Apache Web Server Turns 15
The Apache Software Foundation's Apache HTTP Web server has turned 15.
The famed Apache Web server was launched on Feb. 23, 1994, Apache officials said. It was the ASF's first project and it became the world's most popular Web server software within the first six months of its inception. The Apache HTTP Server today powers nearly 112 million Websites worldwide.
Indeed, the Apache HTTP Server reliably delivers petabytes of data across the world's most demanding uses, including real-time news sources, Fortune 100 enterprise portals, cloud computing clusters, financial services platforms, mission-critical military intelligence applications, aerospace communications networks, and more. The server software can be downloaded, modified and installed by anyone free of charge.
According to an ASF news release announcing the technology's 15th anniversary, the Apache Server started as a fork of the National Center for Supercomputing httpd, a Web server created by Rob McCool at NCSA. Further development to the server ceased after McCool's departure from NCSA in 1994, so an online community of individuals was formed to support and enhance its software via e-mail collaboration.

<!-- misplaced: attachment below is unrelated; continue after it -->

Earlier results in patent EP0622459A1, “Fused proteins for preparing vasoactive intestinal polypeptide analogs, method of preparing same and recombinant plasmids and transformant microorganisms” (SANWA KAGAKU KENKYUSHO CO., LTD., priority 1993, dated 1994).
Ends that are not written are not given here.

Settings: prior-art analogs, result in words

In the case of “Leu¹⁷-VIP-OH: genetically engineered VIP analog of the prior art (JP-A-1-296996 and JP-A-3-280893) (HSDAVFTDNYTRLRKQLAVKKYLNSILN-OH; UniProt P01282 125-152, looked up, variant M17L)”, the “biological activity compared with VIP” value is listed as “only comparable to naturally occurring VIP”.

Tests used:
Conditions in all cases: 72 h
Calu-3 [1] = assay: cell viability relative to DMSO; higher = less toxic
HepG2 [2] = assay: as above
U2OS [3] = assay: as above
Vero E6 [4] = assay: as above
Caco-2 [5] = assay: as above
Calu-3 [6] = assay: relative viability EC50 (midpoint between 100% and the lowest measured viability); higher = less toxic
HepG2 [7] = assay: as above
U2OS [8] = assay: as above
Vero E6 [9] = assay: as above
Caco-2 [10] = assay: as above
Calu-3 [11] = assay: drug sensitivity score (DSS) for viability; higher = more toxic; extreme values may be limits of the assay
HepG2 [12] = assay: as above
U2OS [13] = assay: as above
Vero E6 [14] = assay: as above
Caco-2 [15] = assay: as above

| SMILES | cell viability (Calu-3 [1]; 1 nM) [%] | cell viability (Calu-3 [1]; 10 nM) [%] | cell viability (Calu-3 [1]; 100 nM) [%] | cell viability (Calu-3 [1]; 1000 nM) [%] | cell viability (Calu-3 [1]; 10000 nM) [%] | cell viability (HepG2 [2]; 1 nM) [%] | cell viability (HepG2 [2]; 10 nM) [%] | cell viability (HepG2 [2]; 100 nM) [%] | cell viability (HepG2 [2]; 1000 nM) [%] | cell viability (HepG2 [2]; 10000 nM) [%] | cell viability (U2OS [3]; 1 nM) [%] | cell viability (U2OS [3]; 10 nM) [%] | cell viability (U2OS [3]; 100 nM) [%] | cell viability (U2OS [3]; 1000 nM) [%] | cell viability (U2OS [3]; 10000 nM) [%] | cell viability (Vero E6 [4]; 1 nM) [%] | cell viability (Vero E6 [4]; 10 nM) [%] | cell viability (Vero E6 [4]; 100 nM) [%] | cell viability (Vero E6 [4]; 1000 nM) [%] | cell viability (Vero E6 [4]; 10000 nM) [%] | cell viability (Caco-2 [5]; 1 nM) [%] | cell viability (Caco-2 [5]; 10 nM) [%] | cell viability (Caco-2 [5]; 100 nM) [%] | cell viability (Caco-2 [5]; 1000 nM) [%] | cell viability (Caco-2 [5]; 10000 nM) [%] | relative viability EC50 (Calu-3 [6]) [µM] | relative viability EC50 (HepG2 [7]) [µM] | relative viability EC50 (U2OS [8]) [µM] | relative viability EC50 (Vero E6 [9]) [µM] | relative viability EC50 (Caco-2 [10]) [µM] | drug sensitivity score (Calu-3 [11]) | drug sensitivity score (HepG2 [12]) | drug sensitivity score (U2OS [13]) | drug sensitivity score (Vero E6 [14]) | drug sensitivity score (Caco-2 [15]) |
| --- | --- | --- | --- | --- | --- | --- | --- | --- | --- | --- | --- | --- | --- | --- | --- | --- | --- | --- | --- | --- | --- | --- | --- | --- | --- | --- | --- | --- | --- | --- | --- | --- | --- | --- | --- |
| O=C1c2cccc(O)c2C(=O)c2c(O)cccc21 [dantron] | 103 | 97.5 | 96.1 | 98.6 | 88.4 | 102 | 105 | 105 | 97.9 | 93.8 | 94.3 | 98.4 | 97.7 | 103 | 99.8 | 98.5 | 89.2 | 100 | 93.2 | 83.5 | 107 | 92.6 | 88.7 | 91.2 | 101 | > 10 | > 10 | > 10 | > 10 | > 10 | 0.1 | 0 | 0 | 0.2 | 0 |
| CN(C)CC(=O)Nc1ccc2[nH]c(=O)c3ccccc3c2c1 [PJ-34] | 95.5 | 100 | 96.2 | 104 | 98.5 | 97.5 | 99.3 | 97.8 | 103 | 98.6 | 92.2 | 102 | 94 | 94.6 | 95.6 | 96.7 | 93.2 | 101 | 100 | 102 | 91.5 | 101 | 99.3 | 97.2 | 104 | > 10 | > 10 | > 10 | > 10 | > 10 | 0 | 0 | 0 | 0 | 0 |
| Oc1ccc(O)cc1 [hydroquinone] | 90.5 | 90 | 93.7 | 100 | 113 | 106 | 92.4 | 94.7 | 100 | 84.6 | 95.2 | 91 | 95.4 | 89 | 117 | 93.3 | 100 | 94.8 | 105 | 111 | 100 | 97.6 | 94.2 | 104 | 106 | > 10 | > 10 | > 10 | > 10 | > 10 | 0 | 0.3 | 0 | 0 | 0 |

The founding members of that community, known as the Apache Group, included Brian Behlendorf, Roy Fielding, Rob Hartill, David Robinson, Cliff Skolnick, Randy Terbush, Robert Thau, and Andrew Wilson.
In March 1999, members of the Apache Group formed The Apache Software Foundation to provide organizational, legal and financial support for the Apache HTTP Server. An additional goal for the Foundation was to serve as a neutral, trusted platform for the development of community-driven software.
The Apache HTTP Server is available for a variety of operating systems, including Unix, Linux, GNU, FreeBSD, Netware, Solaris, Windows, Mac OS X, OS/2, TPF, and eCS. In addition, the Apache HTTP Server is redistributed through many proprietary software packages such as WebSphere, Oracle RDBMS, Kylix, NetWare, and Delphi, as well as numerous Linux distributions.